RUSSIA SIGNS PRIVACY PROTECTION CONVENTION. First Deputy Foreign Minister Aleksandr Avdeev signed in Strasbourg on 8 November the international convention on the protection of information about individuals, Interfax-Europe reported. The convention sets rules against the misuse of such information and governs the sharing of such information across national borders. ("RFE/RL Newsline," 9 November)

CONTROVERSY OVER REALITY TV SHOW CONTINUES. The Union of Orthodox Citizens on 13 November said that the showing of the "Behind Glass" reality television show by TV-6 showed its connection with totalitarianism, Interfax reported. But First Deputy Media Minister Mikhail Seslavinskii said that the show does not violate any existing laws, the news service said. ("RFE/RL Newsline," 14 November)

CHECHEN STATE RADIO RESUMES BROADCASTING. Chechen state radio has resumed broadcasting, having suspended broadcasts in October 1999 when the current war began, Chechnya's Deputy Media Minister Yurii Rossokhan told Interfax on 13 November. A new Chechen newspaper began publication in August after repeated delays. ("RFE/RL Newsline," 14 November)

NOVGOROD GOVERNOR SAYS PEOPLE 'DISDAIN' MOSCOW-BASED NEWS. At a recent press conference in Omsk, Novgorod Governor Mikhail Prusak said that one of Russia's chief political problems is the gulf between the federal center and regions, reported on 7 November, citing the Omsk newspaper "Chetverg." According to Prusak, Moscow and its perceptions are all "remote from the reality of Russian regions," and people in the regions view with some disdain the information that central journalists dispense. ("RFE/RL Newsline," 8 November)

ZYUGANOV SAYS MEDIA TRIED TO HIDE GROWING SUPPORT FOR COMMUNISTS. Speaking on 8 November after the 7 November holiday, Communist Party leader Gennadii Zyuganov said that the party attracted more supporters and demonstrators this year than last, and complained that Russian media attempted to play down this fact and also the fact that many of the party's supporters are young and well-educated, Interfax reported. He added that attempts were made to prevent communists from reaching march sites. Meanwhile, the news service cited Russian analysts as saying that the upsurge of participation in communist marches reflects the party's disappointment in President Putin's economic course and also the party's desire to portray itself as the most consistent opponent of his reforms. ("RFE/RL Newsline," 9 November)

RUSSIANS CAN NOW SEND MUSICAL TELEGRAMS. As of 1 November, Russians can sent musical telegrams on special blanks provided by the Communications Ministry, Interfax reported on 7 November, citing the ministry's website. The cost of this new service is 30-40 rubles ($1-$1.30) per telegram. ("RFE/RL Newsline," 8 November)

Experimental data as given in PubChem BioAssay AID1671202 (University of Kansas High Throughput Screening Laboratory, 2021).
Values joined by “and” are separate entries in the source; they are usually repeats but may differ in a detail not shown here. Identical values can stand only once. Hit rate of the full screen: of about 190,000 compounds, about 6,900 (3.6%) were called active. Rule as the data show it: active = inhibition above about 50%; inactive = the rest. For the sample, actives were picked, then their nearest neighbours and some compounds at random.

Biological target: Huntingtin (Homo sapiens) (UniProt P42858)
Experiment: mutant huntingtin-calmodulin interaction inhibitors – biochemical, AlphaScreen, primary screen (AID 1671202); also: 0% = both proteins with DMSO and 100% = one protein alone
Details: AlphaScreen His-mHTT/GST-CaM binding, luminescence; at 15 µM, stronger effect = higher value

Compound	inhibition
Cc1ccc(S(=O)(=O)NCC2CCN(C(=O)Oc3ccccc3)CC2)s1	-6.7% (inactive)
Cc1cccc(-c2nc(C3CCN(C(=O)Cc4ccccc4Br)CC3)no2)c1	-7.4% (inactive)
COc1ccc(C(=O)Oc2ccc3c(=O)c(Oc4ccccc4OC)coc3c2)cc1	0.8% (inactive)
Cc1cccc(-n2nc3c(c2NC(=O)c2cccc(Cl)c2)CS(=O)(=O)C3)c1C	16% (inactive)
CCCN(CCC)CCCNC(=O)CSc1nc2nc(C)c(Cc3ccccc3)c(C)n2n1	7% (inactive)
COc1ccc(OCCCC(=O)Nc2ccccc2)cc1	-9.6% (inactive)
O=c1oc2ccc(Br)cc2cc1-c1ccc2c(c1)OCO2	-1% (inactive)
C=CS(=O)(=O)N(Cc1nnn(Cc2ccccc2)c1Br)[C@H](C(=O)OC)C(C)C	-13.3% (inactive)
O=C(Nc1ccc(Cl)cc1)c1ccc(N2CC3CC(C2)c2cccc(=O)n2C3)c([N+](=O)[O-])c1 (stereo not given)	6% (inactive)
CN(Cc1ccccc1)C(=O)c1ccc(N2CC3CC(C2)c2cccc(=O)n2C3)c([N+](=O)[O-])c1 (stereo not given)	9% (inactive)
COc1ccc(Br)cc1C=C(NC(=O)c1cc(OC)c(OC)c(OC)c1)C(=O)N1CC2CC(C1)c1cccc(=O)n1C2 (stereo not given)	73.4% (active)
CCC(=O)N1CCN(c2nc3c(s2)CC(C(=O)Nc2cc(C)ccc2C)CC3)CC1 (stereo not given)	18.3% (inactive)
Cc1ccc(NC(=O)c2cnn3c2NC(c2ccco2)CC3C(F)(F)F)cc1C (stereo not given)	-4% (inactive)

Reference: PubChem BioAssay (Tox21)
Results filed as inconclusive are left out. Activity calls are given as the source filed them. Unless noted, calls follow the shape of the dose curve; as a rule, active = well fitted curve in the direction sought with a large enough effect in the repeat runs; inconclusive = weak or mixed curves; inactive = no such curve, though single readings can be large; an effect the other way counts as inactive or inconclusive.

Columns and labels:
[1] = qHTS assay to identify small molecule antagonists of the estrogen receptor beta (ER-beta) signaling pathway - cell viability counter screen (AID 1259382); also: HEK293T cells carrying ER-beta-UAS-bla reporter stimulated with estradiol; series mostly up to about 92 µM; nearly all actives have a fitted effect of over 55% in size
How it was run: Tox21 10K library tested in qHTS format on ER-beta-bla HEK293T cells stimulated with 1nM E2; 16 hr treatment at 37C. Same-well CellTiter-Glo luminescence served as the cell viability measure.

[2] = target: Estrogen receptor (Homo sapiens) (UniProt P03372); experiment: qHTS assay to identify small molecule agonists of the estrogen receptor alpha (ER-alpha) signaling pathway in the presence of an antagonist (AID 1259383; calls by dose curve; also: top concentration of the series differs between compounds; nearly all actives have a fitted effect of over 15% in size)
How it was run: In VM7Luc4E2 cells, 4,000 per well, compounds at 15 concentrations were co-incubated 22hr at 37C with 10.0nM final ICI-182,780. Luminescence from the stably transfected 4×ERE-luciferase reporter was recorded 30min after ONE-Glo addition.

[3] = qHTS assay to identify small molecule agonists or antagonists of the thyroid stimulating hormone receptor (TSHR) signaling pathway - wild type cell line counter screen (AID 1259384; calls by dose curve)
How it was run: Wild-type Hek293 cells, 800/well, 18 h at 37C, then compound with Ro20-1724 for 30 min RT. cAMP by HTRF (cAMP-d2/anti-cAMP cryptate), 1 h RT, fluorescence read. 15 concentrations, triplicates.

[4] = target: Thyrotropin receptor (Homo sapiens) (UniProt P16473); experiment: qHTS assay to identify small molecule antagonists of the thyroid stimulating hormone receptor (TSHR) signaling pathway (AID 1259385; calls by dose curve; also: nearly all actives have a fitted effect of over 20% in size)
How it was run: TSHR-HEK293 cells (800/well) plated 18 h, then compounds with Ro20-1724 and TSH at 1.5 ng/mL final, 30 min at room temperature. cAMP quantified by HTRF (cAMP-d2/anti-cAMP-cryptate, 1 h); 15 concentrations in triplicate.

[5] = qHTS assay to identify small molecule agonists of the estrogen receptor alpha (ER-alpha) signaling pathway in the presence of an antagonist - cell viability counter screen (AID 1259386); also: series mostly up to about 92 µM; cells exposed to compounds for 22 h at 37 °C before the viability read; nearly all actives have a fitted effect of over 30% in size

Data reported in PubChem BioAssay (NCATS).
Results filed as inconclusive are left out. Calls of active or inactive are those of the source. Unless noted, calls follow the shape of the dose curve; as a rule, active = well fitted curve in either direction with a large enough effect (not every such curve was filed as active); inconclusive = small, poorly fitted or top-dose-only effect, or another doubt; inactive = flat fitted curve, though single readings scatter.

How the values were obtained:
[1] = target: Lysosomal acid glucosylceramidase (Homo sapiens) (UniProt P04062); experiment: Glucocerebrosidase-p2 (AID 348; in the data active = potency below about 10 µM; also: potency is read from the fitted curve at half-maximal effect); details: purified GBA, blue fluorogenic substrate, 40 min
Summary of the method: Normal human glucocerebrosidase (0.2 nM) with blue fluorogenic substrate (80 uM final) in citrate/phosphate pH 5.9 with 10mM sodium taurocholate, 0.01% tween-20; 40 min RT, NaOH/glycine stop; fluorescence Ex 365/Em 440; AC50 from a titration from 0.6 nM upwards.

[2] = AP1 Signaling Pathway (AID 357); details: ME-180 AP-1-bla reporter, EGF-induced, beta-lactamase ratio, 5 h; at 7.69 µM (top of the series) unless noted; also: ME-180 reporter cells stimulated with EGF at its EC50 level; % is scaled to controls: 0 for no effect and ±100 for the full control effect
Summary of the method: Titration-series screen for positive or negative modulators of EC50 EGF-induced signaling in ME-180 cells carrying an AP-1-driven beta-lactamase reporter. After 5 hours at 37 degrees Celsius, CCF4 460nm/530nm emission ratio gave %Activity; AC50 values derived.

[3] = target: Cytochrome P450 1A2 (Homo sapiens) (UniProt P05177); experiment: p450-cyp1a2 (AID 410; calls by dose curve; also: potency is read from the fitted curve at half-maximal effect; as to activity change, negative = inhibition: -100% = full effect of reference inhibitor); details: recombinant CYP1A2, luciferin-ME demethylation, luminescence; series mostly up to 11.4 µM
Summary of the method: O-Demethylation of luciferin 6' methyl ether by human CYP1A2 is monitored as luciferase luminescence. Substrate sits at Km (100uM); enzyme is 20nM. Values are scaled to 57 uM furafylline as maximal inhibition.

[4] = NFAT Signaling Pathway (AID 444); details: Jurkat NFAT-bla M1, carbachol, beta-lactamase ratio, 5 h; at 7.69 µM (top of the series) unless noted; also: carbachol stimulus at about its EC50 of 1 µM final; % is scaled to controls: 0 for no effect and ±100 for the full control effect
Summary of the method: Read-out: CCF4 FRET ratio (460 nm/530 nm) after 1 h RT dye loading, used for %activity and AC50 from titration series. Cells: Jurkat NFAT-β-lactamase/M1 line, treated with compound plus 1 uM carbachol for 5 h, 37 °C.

ONLY 2 PERCENT OF RUSSIAN SCHOOLS CONNECTED TO INTERNET. "Nezavisimaya gazeta" reported on 6 November that only 2 percent of Russian schools are linked to the Internet compared to more than 65 percent of American schools in 1996. ("RFE/RL Newsline," 7 November)

OCTOBER EIM RUSSIA MEDIA BULLETIN ISSUED. The October 2001 issue of the "European Institute for the Media Newsletter" on media developments in the Russian Federation was released on 13 November. It contains information on media news; media and government; media law; media conferences; and new media technology from 10 EIM correspondents in Russia. This newsletter is produced as part of the EIM program "Media for Democracy in the CIS (2000-2003)." The project is partly funded by the Commission of the European Union through its Initiative for Human Rights and Democracy. The newsletter is also available in Russian. For more, send an e-mail to Ljudmila von Berg at ("European Institute for the Media October Russian Federation Newsletter," October)

ROMA WANT REPRESENTATION ON STATE-OWNED MEDIA EDITORIAL BOARDS. Representatives of some 50 Romany associations, meeting in Banska Bystrica on 13 November, called for including Romany journalists on the editorial boards of state-owned media, CTK reported. A recommendation to that effect was made to the Slovak government. Alena Horvathova, a member of the commission that drafted the recommendation, said people would get better and more objective information on the Romany minority if the information was provided by the Roma themselves. ("RFE/RL Newsline," 14 November)